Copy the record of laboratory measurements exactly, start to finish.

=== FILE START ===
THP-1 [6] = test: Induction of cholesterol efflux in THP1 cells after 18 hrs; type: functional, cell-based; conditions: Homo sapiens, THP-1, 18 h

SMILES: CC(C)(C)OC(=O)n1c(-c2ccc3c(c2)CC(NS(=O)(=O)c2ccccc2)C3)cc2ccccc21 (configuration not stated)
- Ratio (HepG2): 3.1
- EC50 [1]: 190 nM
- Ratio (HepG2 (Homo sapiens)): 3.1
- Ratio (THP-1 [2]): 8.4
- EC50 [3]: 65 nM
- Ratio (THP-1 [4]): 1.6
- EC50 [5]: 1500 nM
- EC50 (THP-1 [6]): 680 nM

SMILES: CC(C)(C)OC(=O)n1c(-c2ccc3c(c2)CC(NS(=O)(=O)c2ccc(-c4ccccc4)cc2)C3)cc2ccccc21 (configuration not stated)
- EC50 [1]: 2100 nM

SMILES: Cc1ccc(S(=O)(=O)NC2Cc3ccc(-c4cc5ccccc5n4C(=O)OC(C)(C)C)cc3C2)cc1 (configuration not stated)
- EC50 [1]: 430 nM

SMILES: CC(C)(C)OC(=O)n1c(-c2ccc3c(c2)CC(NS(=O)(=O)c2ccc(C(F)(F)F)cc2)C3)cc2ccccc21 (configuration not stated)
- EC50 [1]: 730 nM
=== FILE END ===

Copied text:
THP-1 [6] = test: Induction of cholesterol efflux in THP1 cells after 18 hrs; type: functional, cell-based; conditions: Homo sapiens, THP-1, 18 h

SMILES: CC(C)(C)OC(=O)n1c(-c2ccc3c(c2)CC(NS(=O)(=O)c2ccccc2)C3)cc2ccccc21 (configuration not stated)
- Ratio (HepG2): 3.1
- EC50 [1]: 190 nM
- Ratio (HepG2 (Homo sapiens)): 3.1
- Ratio (THP-1 [2]): 8.4
- EC50 [3]: 65 nM
- Ratio (THP-1 [4]): 1.6
- EC50 [5]: 1500 nM
- EC50 (THP-1 [6]): 680 nM

SMILES: CC(C)(C)OC(=O)n1c(-c2ccc3c(c2)CC(NS(=O)(=O)c2ccc(-c4ccccc4)cc2)C3)cc2ccccc21 (configuration not stated)
- EC50 [1]: 2100 nM

SMILES: Cc1ccc(S(=O)(=O)NC2Cc3ccc(-c4cc5ccccc5n4C(=O)OC(C)(C)C)cc3C2)cc1 (configuration not stated)
- EC50 [1]: 430 nM

SMILES: CC(C)(C)OC(=O)n1c(-c2ccc3c(c2)CC(NS(=O)(=O)c2ccc(C(F)(F)F)cc2)C3)cc2ccccc21 (configuration not stated)
- EC50 [1]: 730 nM